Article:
Alphabet Soup

NTT DoCoMo protocol creates uncertainty

On the surface, NTT DoCoMos $9.8 billion investment in AT&T wireless looked like just another shrewd business deal, but overnight the pairing stirred fresh debate about Wireless Markup Language and data-delivery protocols.

AT&T Wireless has a history of making moves that alter the course of the wireless marketplace. And the NTT DoCoMo partnership and a similar investment in KPN Mobile in Europe show the Japanese powerhouse is serious about spreading its home-brewed i-mode protocol around the globe — just when it looked like Wireless Application Protocol (WAP) had been established as a worldwide standard.

Ideally, a hybrid of standards will emerge, but industry experts acknowledge the challenges of joining the markup languages and protocols NTT DoCoMo uses to deliver its i-mode service and WAP, the de facto standard used by almost everyone else.

"We believe that WAP and i-mode will dominate in North America for the next four or five years and possibly converge," says Dave Grannan, chief executive of Geoworks, a developer of wireless server software.

The WAP Forum, whose members include NTT DoCoMo and the protocols original developer, Openwave Systems, is at work on the next version of WAP. Developers hope the upgrade will solve compatibility problems between WAP and i-mode.

Instead of Wireless Markup Language (WML), WAP 2.0 will be based on Extensible HyperText Markup Language. As the standard language defined by the World Wide Web Consortium, XHTML lets developers use the same set of tools to build applications for personal computers, personal digital assistants (PDAs), wireless phones and other devices. NTT DoCoMo, which uses a programming language called cHTML — an acronym that stands for chunks of HTML — says it too will use XHTML, according to Scott Goldman, CEO of the WAP Forum.

But the markup language is only one piece of the puzzle.

"The i-mode folks will tell you that the technology they use — cHTML — is the least important part of their equation for success," Goldman says. "Whether you render a screen in XHTML or WML is largely irrelevant in terms of plumbing and data transmission." The protocols also include security layers, an application environment and telephony integration. Those components arent compatible between i-mode and WAP, and the hope is that those pieces will also merge in WAP 2.0.

AT&T Wireless, which uses a pre-WAP technology and an early WML — Handheld Device Markup Language (HDML) — plans to migrate to WAP and then to WAP 2.0, also known as WAP next generation (WAP NG).

"The thrust behind WAP NG is 100 percent alignment with the Internet itself," says Tom Trineer, vice president of portal development at AT&T Wireless.

Many wireless players have hopes for XHTML, which some regard as the future language of the Internet, period.

"The market has spoken and the Net has won," says Rich Rifredi, vice president of marketing at Pixo, which develops software for handsets. "The wireless Internet will evolve on Internet standards because of the momentum there," he says. The wireless Web community hopes that if it can use an Internet language, it can attract the attention of the entire Internet development community.

Before its clear what will happen, vendors and operators are considering gluing i-mode and WAP together, hoping to glean the best from both. AT&T Wireless is developing handsets with dual browsers that will display content designed in both i-modes cHTML and WAPs WML.

"The dual browser is an interim step that allows us to leverage the [NTT] DoCoMo technology earlier," Trineer says. Typically, it takes nine to 12 months for new handsets to hit the market, which will still be before the next version of WAP emerges.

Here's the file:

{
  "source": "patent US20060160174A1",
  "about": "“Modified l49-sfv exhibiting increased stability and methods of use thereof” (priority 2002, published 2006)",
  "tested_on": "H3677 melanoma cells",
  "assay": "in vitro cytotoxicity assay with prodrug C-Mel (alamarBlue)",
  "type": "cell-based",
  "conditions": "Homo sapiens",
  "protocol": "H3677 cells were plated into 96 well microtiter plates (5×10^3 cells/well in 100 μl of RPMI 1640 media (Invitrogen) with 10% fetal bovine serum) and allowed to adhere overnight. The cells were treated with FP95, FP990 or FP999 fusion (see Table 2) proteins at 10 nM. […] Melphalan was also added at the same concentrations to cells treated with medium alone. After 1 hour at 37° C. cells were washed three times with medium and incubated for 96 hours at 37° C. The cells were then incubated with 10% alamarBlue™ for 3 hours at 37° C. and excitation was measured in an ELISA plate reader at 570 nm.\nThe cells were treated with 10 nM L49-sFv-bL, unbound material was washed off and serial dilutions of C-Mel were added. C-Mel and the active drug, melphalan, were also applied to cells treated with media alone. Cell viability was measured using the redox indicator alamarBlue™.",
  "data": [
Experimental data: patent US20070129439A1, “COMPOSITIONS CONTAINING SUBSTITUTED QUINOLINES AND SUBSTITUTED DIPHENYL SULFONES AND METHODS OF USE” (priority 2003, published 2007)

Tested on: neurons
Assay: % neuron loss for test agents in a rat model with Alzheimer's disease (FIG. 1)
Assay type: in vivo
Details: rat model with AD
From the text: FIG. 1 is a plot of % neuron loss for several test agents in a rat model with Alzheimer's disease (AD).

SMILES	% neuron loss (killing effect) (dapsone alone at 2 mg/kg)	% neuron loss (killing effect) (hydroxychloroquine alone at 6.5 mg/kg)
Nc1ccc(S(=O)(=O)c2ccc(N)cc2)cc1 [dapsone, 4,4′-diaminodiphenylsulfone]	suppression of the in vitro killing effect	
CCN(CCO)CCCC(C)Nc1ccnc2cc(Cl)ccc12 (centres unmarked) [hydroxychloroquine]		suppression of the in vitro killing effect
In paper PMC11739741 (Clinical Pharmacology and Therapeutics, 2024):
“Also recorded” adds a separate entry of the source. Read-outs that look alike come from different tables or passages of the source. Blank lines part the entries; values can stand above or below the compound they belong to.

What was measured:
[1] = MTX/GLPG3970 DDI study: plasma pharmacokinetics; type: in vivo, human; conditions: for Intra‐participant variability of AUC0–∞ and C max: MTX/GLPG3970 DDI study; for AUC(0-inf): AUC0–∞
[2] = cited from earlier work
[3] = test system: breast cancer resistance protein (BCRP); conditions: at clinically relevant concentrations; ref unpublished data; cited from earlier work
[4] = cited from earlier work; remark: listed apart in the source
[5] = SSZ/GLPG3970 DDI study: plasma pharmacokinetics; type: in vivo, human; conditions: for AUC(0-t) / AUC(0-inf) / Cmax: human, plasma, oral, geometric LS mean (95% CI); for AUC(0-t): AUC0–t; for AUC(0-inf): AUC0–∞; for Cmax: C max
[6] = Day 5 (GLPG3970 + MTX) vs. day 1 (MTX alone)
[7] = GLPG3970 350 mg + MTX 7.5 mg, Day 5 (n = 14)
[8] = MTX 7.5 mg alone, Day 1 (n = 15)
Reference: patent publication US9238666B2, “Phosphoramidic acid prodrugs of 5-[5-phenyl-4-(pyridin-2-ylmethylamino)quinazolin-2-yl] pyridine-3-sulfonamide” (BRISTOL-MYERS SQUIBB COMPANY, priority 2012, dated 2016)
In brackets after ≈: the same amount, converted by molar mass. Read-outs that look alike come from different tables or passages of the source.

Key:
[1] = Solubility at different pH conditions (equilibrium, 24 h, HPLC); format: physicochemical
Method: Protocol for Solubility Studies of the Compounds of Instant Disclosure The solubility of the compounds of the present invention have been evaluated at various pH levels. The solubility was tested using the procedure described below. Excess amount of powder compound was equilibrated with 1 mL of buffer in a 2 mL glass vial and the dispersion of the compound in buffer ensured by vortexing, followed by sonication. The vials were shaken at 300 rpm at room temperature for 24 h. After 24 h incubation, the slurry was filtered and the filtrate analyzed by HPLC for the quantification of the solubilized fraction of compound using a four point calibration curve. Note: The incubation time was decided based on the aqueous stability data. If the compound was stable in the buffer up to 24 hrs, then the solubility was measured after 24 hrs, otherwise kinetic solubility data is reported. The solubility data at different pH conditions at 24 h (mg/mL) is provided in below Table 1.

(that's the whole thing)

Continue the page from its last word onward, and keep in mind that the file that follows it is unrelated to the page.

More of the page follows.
AT&T Wireless wont be the first operator to combine the technologies, though. Hutchison Telecom in Hong Kong has already rolled out a WAP-based i-mode service. While some parts of the i-mode service can be ported easily to new markets, others require some tweaking.

"[NTT] DoCoMo is coming at the globalization of i-mode from the top down, beginning with the i-mode brand and content and business model and the portal," says Ben Linder, Openwaves vice president of marketing.

But other pieces of the service are more difficult to port. For example, Hutchison uses software that translates i-modes cHTML content to WML so it can be read and delivered by WAP devices, Linder says.

Since that service was introduced, Openwave has developed a software platform designed for carriers migrating to next-generation systems that enables multimode cHTML, HDML, WML and XHTML browsing support.

Without a single solution, the wireless Internet is a confusing place, especially for content companies hoping to move from the wired Internet into the mobile Web. Some companies are popping up to help these entrants sort through the clutter.

"They are faced with the problem that today wireless bandwidth is low, and on top of that there are literally hundreds of different devices, different browsers and PDAs," says Gurminder Singh, president and CEO of NewsTakes. The companys solution takes content and delivers it to wired or wireless customers, regardless of the end-user device. The software eliminates the need for content providers to rewrite and reformat content.

Other companies claim to have developed solutions that cut out the need for a gateway that translates Internet content for handheld devices. Swedish company Mi4e has developed a product that WAP-enables servers.

Geoworks Grannan compares the development of i-mode and WAP to the early days of the Internet.

"If I had to compare this, Id go back to 92 or 93," he says. Like America Online was, i-mode is a very successful but proprietary system. WAP is like the public Internet because it aims to be an open industry standard. "Eventually I envision where both coexist, much like AOL plugged itself into the larger Internet," he says.